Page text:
Back to reality

It is easy to start a new year with a stable of clichés. “These are the first pages of a 365-page book.” “New year, new you.” For entrepreneurs, whose personal identities are inherently intertwined with their startup ventures, a new year often gives less opportunity for this form of personal self-reflection, and more for cautiously appraising year-end financials and estimating burn rates and fundraising rounds over the next few months.

What can be said with certainty about the new year, is that it is virtually impossible to predict, and the next 12 months will bring with more ups, downs, and shocking surprises than any of us can predict or forecast – especially in the roller coaster world of start-ups. So this is my little reminder that while annual planning is important – frankly, it is essential – it is not in and of itself a measure of success or a harbinger or good news to come. Dwight Eisenhower said it perfectly, “In preparing for battle I have always found that plans are useless, but planning is indispensable.”

One of the most impactful moments of my grad school career was meeting a couple of entrepreneurs who walked us through “Exhibit 14,” the unofficial timeline of their company. The milestones I remember are not the ones you would think – hired a co-founder, raised the first round of capital, got the product to work the first time – but rather the completely out of nowhere externalities that wound up hitting the business. From their first office burning down, to the founder’s car broken into and the contents (with important prototype info) stolen, to various personnel crises and fiascos, theirs was the first example I saw that actively acknowledged the role that “reality” plays. If I had seen their timeline in a slapstick comedy movie I would have described it as too ridiculous to be credible. But it was real, and each of these unforeseen events had an impact – good and bad – that helped define the company.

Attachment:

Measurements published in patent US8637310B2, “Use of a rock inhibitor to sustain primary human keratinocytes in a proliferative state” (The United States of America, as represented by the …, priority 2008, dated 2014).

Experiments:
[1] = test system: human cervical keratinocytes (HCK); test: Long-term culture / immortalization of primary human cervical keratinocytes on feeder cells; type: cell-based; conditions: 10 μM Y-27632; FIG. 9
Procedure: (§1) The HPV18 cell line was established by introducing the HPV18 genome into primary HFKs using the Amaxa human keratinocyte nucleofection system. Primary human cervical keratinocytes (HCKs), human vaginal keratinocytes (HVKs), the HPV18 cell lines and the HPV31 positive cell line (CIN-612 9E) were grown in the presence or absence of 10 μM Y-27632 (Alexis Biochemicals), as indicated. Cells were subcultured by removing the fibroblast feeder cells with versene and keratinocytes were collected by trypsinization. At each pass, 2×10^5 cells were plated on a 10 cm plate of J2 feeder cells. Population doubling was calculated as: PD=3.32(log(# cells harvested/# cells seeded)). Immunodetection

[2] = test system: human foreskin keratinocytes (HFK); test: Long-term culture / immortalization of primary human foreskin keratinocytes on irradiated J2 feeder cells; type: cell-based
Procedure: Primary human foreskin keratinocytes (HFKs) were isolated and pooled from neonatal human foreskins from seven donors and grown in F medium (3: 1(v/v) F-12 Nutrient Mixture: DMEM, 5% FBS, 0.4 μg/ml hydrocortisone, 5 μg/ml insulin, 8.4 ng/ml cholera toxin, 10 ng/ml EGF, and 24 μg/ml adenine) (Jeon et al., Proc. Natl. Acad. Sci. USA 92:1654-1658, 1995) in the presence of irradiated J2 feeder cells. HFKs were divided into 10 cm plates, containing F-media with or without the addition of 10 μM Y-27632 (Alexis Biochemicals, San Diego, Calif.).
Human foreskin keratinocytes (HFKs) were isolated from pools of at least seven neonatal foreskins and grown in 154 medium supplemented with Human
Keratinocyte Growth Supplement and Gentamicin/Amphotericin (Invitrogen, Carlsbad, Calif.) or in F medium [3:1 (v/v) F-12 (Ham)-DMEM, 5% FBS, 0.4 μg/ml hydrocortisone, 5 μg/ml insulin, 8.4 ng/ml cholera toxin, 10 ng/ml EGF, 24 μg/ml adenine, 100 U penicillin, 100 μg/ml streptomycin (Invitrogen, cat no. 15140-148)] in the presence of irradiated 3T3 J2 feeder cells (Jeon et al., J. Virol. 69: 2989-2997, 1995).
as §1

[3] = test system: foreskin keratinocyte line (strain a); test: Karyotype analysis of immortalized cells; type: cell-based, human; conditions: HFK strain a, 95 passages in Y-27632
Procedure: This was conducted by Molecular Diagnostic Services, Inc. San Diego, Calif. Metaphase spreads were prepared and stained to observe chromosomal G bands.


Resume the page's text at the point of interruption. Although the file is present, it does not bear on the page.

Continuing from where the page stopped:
It also made me pause and take stock of some of the “Exhibit 14” events I experienced back in my start-up roles. Not being able to get lunch for a week because there was a shooting at the restaurant next door, and its windows and walls were decimated. Having our CTO stranded in another country because of visa issues, and having him lead our team via Skype for weeks. Walking into a morning media meeting to see my counterpart across the table visibly intoxicated / hungover. Having to step over the unconscious homeless person on the doorstep of our co-working space every morning. Denying, and then coming to terms, that a trusted member of our team for years had been embezzling funds. Meeting someone at a bar that turned into a colleague. The list (at least the list that is fit to print) can go on and on.

The only certainty is change. So make those plans, keep an eye on your cash position, build your product roadmap – but above all else, have a sense of humor. Because, with certainly, you will experience “Exhibit 14,” but the only thing an entrepreneur can manage is how he/she reacts to the situation and shapes it as part of the company story. Make it a story you’ll want to tell for years.

─ January 12, 2015